As organisations increasingly operate in multi-cultural environments Diversity and Inclusion has risen up the HR agenda. It’s become important to both acknowledge the benefits of diversity and to foster workplace cultures that are inclusive towards diverse colleagues.
An inclusive culture is built on two foundations. The first is behavioural. It starts with a Dignity at Work policy that encourages respect for others; and it’s underpinned by an understanding of both the business benefits of diverse ways of thinking and the value of different outlooks on life. But this in itself is not sufficient to create an organisation with a positive diversity and inclusion ethos.
To truly build a diverse workforce – one that reflects the society within which the organisation operates and the customer base it serves – it becomes important to ensure everyone has access to the workplace. This is where flexible working comes in. Research continues to prove that a lack of flexible working provision denies people access to work, keeps them stuck in jobs below their skills levels, forces them to compromise careers and impacts negatively on wellbeing.
There are still too many workplaces where flexible working is considered an inconvenient concession for those unable to work standard hours. Where this is the case the availability of flexible arrangements will be limited to lower level, lower skilled jobs. It’s often seen as a way of helping out mothers struggling to balance work with childcare issues. But research is increasingly suggesting the majority of workers would benefit from some form of flexibility. For example: a neurodiverse employee with autism may prefer to commute outside of busy periods when the levels of sensory stress are lower, or even to work from home some of the time for the same reason. And workers with extended family overseas may welcome an annual hours arrangement that enables them to make an extended trip home for family occasions.
The exponential growth in smart phones and other devices offering the possibility to be connected any time anywhere means it is easier than ever for employers to countenance flexible working arrangements. But this new opportunity also comes with some risk. Simply agreeing that employees can work outside of standard arrangements without providing guidance on how and when to switch off is likely to lead to #AlwaysOn working and the attendant stresses it brings. And we all know that stress has a way of bringing out the worst in us as we revert to coping behaviours which may not support dignity at work. Stressed employees are also less productive and likely to experience poorer health.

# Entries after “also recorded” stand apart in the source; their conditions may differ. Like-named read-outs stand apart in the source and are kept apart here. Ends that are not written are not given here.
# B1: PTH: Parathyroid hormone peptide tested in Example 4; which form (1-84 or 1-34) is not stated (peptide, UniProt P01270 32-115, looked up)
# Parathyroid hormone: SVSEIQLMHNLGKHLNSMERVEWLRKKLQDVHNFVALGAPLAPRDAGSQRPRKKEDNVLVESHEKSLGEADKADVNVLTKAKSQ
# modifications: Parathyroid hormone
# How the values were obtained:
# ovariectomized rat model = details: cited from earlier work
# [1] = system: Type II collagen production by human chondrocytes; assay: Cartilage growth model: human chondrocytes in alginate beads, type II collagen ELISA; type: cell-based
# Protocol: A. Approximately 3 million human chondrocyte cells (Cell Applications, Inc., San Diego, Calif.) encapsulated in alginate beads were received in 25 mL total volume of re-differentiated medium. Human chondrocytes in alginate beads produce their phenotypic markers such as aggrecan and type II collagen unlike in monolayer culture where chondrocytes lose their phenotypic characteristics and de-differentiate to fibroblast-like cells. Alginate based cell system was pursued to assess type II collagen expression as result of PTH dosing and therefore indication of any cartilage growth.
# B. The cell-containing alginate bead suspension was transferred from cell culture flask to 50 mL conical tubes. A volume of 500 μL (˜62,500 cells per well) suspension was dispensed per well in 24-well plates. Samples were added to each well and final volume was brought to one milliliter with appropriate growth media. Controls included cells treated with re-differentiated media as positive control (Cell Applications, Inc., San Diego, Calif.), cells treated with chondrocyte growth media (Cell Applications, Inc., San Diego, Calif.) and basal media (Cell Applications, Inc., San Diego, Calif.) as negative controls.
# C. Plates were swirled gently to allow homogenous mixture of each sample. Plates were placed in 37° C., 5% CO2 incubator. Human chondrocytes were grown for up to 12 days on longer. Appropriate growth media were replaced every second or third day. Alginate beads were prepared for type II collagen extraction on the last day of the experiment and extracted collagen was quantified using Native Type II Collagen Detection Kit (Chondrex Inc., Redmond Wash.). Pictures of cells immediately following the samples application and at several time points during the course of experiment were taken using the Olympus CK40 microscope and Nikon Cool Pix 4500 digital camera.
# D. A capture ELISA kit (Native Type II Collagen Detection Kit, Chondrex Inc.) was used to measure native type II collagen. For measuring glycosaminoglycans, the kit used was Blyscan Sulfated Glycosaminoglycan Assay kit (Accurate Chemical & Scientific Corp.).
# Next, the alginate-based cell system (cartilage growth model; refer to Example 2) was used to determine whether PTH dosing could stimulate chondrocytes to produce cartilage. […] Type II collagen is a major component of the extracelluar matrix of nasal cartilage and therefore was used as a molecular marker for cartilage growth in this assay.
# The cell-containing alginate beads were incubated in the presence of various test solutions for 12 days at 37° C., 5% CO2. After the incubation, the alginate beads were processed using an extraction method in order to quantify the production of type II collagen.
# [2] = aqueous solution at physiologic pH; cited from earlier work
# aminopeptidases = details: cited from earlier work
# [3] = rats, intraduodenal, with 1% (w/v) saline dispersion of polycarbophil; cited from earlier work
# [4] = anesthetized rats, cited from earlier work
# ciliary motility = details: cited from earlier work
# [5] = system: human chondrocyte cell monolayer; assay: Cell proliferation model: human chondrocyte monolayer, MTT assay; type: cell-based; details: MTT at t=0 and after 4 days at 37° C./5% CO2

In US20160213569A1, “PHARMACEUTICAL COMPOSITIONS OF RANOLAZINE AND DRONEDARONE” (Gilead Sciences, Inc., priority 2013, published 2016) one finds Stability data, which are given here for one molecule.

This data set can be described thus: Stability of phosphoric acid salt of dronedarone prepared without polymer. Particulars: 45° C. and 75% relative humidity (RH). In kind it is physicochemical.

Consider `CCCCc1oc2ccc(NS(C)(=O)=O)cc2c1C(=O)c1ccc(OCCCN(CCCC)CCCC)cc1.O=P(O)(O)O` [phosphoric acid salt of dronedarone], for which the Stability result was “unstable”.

The solution lies in creating a balanced working culture where effective flexible working is linked with support for work-life balance. This requires both a culture shift and a radical review of outmoded working practices that currently get in the way. To achieve this HR departments need to create a new role of Head of Balanced Working, Wellbeing and Inclusion. Over the past thirty years as the HR profession has matured we’ve seen the emergence of new roles such as, for example, Business Partner and Talent Manager. A Head of Balanced Working is the next natural progression for forward thinking employers wanting to encourage inclusive flexible working arrangements while protecting employee wellbeing.
The Head of Balanced Working role combines a focus on wellbeing with a strategic approach that harvests the benefits of flexible working rather than turning flexibility into a 21st century malaise driven by technology and generating an #AlwaysOn workplace. A key part of the remit is to ensure flexible working by default right across the employee lifecycle: from the moment an advert is drafted through career progression and up until the employee finally leaves the organisation. Success is evaluated not just by how well all employees across the board understand the business value of enabling flexible working, but also by the extent to which the support and skills to make it happen are available.
Since the influx of women into the post war working world the nature of work has changed dramatically. So have the social expectations of how it fits into our lives. With calls for #QualityFlexibleJobs #workthatworks and for organisations to #hirememyway a strategic approach is the only effective solution. If you’re an employer now, more than ever, you need to appoint a Head of Balanced Working, Wellbeing and Inclusion. What’s stopping you?
Anna Meller, Work Re-Balance Expert at Sustainable Working Ltd